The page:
On religion: Is there really a heaven?


ON RELIGION

Terry Highland - Contributing columnist



As a pastor, I have talked about and preached about God, heaven and God’s love for us many times. But in all of us, there is a “doubting Thomas.” The question is: are God and heaven real, and ultimately, will we go to heaven when we die? This is something I struggled with for years.

Several years ago, my 86-year-old mother was rushed to the hospital. I was told she had the last stages of inoperable colon cancer. We knew she had just a couple of days left here on earth. My wife and I prayed for healing for her, as did our prayer community. Within a few days, the doctor said her death was imminent. My mother was not responsive, just lying in that hospital bed with her eyes closed and breathing heavily.

Was she going to heaven? Would she see my dad who died 15 years earlier? I prayed for peace and for a holy death for her, and for me to know that heaven is real.

As my wife and I stayed by her bedside, a woman came into the room, carrying a small harp. She said her name was Carol and was a harpist, and her ministry was to play for those in the hospital. She asked, “May I play for your mother?”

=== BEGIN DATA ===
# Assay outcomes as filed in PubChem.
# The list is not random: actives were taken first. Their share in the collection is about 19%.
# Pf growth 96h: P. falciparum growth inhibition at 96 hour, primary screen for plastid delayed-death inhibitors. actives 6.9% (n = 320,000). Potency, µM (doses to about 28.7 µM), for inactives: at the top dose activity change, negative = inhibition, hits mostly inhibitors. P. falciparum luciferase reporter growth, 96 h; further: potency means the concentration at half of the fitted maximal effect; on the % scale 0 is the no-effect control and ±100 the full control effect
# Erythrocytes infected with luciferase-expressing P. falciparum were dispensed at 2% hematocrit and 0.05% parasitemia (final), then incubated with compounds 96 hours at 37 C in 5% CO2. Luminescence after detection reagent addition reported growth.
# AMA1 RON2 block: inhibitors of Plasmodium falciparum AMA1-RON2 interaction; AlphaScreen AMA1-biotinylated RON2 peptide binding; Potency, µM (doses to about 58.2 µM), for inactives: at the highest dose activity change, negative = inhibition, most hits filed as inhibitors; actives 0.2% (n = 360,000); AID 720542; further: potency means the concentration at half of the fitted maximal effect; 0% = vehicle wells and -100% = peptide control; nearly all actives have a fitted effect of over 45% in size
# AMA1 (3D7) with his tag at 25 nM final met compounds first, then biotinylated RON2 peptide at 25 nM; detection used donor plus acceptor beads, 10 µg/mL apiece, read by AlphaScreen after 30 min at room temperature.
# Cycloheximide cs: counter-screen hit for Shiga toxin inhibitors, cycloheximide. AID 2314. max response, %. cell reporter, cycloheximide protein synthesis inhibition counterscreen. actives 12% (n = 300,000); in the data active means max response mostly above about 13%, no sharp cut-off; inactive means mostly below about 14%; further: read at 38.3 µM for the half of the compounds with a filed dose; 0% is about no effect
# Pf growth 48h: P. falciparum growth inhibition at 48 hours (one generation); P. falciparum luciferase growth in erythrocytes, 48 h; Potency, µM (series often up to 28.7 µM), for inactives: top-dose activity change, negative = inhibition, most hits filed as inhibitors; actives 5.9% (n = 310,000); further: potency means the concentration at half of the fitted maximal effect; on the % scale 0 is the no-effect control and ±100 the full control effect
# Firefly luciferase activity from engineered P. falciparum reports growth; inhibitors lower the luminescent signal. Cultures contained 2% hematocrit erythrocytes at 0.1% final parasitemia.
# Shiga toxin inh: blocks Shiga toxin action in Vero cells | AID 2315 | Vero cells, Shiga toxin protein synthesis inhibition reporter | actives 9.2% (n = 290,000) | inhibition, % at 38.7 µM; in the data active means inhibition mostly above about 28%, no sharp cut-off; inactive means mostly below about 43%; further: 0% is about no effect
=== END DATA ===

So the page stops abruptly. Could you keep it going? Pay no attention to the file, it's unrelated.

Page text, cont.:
Little did she know my mom always wanted to be a harpist, but could never afford that instrument. She loved harp music. I said, “Of course,” with tears streaming down my face.

Carol sat on the floor and started to play, “Nearer my God to Thee,” “Amazing Grace” and finally “It is Well With My Soul.” My mother seemed to hear these comforting hymns and, all of a sudden, she opened her eyes and looked up with a beautiful smile on her face, gasped like she had just seen an amazing sight, and exclaimed “Ohhhhhh!”

And with that beautiful smile still on her face, she slowly closed her eyes. We watched her vitals on the monitors slowly decrease and ultimately stop.

We looked around to thank Carol for coming to play, but she apparently had already left. We went out to the nurses’ station to inquire where Carol had gone so we could thank her, but each nurse said she didn’t know of any Carol, or of anyone who played the harp for patients. Carol was God’s angel sent to us.

I firmly believe God sent his son Jesus or his angels down to escort my mother up to heaven. In the Gospel of John, Chapter 14, Jesus says: “I go to prepare a place for you, and if I go to prepare a place for you, I will come back to take you to be with me that you may be where I am.”

I firmly believe in heaven and that there is a place made for you and me. All you have to do is accept God in your life.

May you be blessed this Lenten season.

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ON RELIGION

Terry Highland

Contributing columnist

The Rev. Terry Highland is interim rector at St. Peter’s Episcopal Church, 45 W. Winter St., Delaware.

The Rev. Terry Highland is interim rector at St. Peter’s Episcopal Church, 45 W. Winter St., Delaware.